“Sex, Gender and Species” Conference at Wesleyan University

David Cassuto

This interdisciplinary conference looks like it will be mighty good.

  • Wesleyan University will be hosting a conference called “Sex, Gender and Species” on February 25 and 26, 2011. The purpose of this conference is to foreground the relations between feminist and animal studies and to examine the real and theoretical problems that are central to both fields of inquiry. Conference organizers Lori Gruen and Kari Weil are seeking 1-2 page abstracts by October 1, 2010. Abstracts can be sent to lgruen@wesleyan.edu or kweil@wesleyan.edu.

Buggery and Factory Farming

Rodell Green was just sentenced to three years imprisonment for having sex with a horse. Over at the Atlantic Blog, correspondent Wendy Kaminer asks the following “quick question“:

Can someone explain to me why it is a criminal offense to have sex with animals but entirely legal to kill and eat them?  Surely laws against bestiality don’t reflect concern about the rights of animals, (who would probably opt for sex over death.) I don’t mean to denigrate meat eating (I’m a carnivore;) I do mean to point out the absurdities of imprisoning people for “buggery.”

In a sense, Ms. Kaminer is right. It is simply inconsistent for the law to send someone to jail for three years for having sex with a horse while simultaneously allowing billions of animals to unnecessarily suffer as a result of factory farming.

Nevertheless, I believe that there is a way to explain this inconsistency. As I pointed out in a previous post, it’s unclear whether the purpose of bestiality statutes is to protect animals from cruelty. As a matter of fact, I think that bestiality statutes have little to do with preventing animal suffering. Instead, it’s more likely that the purpose of bestiality statutes is to enforce a moral principle, namely: that it’s against natural law and morality for human beings to have sex with an animal.  This reading of bestiality statutes is supported by the history of laws criminalizing such conduct.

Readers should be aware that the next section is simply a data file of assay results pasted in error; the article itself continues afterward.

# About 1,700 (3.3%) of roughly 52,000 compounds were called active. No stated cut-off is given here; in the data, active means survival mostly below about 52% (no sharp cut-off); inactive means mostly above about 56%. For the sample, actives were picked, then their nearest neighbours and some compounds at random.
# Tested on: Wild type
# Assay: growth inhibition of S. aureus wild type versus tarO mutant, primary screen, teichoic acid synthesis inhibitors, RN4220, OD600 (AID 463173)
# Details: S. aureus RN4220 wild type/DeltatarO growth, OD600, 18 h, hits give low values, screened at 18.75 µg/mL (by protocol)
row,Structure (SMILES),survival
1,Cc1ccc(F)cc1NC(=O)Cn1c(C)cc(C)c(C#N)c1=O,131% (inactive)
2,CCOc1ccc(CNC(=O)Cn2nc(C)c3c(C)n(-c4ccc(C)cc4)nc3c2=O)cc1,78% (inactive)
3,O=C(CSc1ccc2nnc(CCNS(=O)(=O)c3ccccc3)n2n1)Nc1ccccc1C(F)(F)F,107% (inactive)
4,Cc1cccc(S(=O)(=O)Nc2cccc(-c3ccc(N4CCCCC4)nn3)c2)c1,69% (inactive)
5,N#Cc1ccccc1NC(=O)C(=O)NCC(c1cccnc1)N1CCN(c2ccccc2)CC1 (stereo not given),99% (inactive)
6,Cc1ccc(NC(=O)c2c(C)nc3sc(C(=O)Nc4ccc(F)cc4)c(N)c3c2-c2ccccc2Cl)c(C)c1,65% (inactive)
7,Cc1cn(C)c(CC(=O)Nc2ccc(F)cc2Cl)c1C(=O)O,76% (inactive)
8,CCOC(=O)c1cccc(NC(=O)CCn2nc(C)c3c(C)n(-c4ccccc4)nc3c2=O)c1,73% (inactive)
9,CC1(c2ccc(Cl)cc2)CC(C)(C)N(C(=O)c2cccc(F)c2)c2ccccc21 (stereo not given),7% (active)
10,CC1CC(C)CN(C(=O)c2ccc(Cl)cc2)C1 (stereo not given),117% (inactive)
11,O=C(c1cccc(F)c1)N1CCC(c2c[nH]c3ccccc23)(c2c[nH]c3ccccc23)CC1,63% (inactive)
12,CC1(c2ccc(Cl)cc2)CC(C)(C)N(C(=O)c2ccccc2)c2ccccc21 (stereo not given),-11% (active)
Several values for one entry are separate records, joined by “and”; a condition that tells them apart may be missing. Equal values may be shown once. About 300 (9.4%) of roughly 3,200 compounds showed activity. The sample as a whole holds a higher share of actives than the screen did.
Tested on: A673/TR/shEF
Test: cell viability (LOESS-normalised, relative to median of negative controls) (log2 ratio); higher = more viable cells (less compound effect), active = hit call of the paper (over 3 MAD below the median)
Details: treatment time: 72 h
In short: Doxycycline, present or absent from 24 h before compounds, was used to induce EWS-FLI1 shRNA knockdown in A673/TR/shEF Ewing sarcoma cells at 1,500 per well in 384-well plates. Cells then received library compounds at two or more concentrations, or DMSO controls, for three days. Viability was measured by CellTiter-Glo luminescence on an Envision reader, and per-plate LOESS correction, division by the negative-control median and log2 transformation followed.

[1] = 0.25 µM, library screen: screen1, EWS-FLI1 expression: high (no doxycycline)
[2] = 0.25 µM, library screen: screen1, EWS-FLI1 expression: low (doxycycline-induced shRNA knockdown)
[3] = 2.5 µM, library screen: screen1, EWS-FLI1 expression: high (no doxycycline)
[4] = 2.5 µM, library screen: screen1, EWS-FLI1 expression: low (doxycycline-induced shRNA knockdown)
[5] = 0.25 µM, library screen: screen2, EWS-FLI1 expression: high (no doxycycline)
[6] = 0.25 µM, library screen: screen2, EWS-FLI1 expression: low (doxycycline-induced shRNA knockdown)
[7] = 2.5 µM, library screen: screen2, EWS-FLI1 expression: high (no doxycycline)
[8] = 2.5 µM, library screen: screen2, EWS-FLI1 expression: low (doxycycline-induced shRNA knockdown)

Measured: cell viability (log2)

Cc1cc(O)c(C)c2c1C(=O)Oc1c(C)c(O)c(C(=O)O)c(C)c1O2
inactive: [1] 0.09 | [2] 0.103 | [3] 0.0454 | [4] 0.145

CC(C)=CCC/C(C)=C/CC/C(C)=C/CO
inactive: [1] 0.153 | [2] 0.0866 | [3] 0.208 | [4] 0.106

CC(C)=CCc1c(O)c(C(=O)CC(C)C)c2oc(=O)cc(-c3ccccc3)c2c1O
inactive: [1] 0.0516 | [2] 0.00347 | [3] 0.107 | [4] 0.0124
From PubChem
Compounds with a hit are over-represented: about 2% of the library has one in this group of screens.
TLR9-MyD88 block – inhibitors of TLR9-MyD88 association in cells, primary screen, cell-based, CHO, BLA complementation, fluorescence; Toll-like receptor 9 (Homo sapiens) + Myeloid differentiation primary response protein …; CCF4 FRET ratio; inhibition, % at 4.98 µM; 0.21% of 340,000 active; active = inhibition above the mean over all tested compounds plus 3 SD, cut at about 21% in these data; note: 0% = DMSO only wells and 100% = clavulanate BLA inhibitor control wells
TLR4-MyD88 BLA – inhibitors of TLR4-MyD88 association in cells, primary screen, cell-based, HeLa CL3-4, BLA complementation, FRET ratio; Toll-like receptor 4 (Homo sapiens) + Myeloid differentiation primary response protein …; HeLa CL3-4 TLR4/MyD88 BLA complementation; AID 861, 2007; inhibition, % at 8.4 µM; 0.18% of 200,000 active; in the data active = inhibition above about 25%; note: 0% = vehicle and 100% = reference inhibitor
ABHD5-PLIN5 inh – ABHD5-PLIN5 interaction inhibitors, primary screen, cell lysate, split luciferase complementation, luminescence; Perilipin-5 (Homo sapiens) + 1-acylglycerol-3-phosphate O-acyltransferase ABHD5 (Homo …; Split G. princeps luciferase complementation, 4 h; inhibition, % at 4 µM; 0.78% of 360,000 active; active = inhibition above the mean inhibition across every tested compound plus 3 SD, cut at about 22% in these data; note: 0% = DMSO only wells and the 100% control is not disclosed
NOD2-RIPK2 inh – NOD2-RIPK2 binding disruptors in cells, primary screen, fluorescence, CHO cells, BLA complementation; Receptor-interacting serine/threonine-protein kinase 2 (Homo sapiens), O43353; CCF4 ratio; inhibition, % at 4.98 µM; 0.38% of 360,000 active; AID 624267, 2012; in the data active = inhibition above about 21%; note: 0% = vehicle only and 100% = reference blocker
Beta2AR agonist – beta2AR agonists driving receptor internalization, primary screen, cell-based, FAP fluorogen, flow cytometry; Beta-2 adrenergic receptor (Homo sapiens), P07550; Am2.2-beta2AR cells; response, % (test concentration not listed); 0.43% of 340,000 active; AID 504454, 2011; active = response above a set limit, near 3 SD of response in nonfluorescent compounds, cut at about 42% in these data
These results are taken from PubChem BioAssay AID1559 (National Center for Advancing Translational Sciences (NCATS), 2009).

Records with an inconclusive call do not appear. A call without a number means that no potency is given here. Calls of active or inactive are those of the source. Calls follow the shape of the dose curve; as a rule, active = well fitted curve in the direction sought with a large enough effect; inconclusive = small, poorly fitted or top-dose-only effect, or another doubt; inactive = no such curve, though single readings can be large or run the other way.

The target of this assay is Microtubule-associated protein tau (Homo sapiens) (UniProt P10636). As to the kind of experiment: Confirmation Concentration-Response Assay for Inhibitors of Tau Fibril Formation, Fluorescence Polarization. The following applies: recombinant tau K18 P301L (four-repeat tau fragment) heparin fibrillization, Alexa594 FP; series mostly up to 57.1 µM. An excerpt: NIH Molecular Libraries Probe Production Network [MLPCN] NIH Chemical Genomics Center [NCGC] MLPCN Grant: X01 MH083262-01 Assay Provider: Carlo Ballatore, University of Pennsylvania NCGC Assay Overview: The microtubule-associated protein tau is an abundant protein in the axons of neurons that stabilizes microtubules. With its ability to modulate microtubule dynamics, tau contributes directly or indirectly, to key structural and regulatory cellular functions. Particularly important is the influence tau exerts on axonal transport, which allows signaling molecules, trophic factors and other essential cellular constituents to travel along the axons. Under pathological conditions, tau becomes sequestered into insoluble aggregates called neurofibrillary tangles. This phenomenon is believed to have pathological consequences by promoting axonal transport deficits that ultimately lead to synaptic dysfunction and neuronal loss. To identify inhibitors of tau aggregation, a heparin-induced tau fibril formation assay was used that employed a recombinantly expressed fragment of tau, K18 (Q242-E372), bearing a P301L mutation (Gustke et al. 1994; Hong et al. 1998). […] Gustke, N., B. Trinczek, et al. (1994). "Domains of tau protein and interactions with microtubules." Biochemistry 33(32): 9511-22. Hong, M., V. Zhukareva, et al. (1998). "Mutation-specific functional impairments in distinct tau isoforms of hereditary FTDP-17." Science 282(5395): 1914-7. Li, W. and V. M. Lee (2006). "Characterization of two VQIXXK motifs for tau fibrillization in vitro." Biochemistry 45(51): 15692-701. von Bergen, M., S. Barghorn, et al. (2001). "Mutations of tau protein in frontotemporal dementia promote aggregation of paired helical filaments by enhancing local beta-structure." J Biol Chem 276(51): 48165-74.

The first statute criminalizing bestiality in common law jurisdictions was England’s Buggery Act of 1533. The statute made engaging in anal sexual intercourse or having sex with an animal a crime punishable by hanging. These acts were criminalized because they were unnatural and against God’s will. After all, as Blackstone (in)famously asserted in his famous Commentaries, someone who engaged in these acts committed the “abominable and detestable crime against nature”. As a result, it seems fairly obvious that what inspired bestiality laws was the state’s desire to enforce a particular moral view.

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